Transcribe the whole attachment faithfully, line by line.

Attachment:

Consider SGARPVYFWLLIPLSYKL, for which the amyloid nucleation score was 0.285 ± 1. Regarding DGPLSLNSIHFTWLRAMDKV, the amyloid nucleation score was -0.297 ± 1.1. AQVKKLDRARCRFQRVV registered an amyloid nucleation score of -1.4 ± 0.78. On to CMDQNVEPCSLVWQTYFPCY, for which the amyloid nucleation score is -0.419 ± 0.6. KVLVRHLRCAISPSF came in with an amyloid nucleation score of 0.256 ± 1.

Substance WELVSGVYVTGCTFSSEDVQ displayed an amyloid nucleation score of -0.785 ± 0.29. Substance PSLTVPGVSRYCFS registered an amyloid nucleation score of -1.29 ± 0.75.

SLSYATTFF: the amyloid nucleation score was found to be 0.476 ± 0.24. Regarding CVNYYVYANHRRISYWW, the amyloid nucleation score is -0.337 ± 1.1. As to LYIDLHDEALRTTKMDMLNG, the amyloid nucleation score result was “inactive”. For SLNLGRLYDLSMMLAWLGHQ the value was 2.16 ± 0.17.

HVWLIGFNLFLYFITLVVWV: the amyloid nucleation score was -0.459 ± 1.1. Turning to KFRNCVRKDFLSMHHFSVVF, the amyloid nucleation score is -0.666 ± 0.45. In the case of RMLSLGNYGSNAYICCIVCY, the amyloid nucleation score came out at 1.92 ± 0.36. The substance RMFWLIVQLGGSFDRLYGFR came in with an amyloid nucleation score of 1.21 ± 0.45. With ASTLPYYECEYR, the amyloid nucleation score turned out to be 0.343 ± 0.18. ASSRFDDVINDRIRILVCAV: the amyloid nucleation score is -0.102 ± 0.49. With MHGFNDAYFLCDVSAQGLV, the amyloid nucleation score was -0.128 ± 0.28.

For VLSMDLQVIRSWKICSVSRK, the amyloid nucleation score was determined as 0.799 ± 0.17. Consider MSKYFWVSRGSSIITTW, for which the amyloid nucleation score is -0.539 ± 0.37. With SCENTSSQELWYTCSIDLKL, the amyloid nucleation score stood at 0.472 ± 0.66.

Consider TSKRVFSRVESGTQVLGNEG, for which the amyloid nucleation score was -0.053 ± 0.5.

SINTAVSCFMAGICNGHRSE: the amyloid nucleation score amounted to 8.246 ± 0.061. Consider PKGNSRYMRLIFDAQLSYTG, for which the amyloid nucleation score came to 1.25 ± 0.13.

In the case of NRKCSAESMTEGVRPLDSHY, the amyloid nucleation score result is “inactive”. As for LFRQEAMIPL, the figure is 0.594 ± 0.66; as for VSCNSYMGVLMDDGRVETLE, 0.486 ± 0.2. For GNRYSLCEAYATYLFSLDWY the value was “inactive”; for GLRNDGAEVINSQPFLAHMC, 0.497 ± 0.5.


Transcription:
Consider SGARPVYFWLLIPLSYKL, for which the amyloid nucleation score was 0.285 ± 1. Regarding DGPLSLNSIHFTWLRAMDKV, the amyloid nucleation score was -0.297 ± 1.1. AQVKKLDRARCRFQRVV registered an amyloid nucleation score of -1.4 ± 0.78. On to CMDQNVEPCSLVWQTYFPCY, for which the amyloid nucleation score is -0.419 ± 0.6. KVLVRHLRCAISPSF came in with an amyloid nucleation score of 0.256 ± 1.

Substance WELVSGVYVTGCTFSSEDVQ displayed an amyloid nucleation score of -0.785 ± 0.29. Substance PSLTVPGVSRYCFS registered an amyloid nucleation score of -1.29 ± 0.75.

SLSYATTFF: the amyloid nucleation score was found to be 0.476 ± 0.24. Regarding CVNYYVYANHRRISYWW, the amyloid nucleation score is -0.337 ± 1.1. As to LYIDLHDEALRTTKMDMLNG, the amyloid nucleation score result was “inactive”. For SLNLGRLYDLSMMLAWLGHQ the value was 2.16 ± 0.17.

HVWLIGFNLFLYFITLVVWV: the amyloid nucleation score was -0.459 ± 1.1. Turning to KFRNCVRKDFLSMHHFSVVF, the amyloid nucleation score is -0.666 ± 0.45. In the case of RMLSLGNYGSNAYICCIVCY, the amyloid nucleation score came out at 1.92 ± 0.36. The substance RMFWLIVQLGGSFDRLYGFR came in with an amyloid nucleation score of 1.21 ± 0.45. With ASTLPYYECEYR, the amyloid nucleation score turned out to be 0.343 ± 0.18. ASSRFDDVINDRIRILVCAV: the amyloid nucleation score is -0.102 ± 0.49. With MHGFNDAYFLCDVSAQGLV, the amyloid nucleation score was -0.128 ± 0.28.

For VLSMDLQVIRSWKICSVSRK, the amyloid nucleation score was determined as 0.799 ± 0.17. Consider MSKYFWVSRGSSIITTW, for which the amyloid nucleation score is -0.539 ± 0.37. With SCENTSSQELWYTCSIDLKL, the amyloid nucleation score stood at 0.472 ± 0.66.

Consider TSKRVFSRVESGTQVLGNEG, for which the amyloid nucleation score was -0.053 ± 0.5.

SINTAVSCFMAGICNGHRSE: the amyloid nucleation score amounted to 8.246 ± 0.061. Consider PKGNSRYMRLIFDAQLSYTG, for which the amyloid nucleation score came to 1.25 ± 0.13.

In the case of NRKCSAESMTEGVRPLDSHY, the amyloid nucleation score result is “inactive”. As for LFRQEAMIPL, the figure is 0.594 ± 0.66; as for VSCNSYMGVLMDDGRVETLE, 0.486 ± 0.2. For GNRYSLCEAYATYLFSLDWY the value was “inactive”; for GLRNDGAEVINSQPFLAHMC, 0.497 ± 0.5.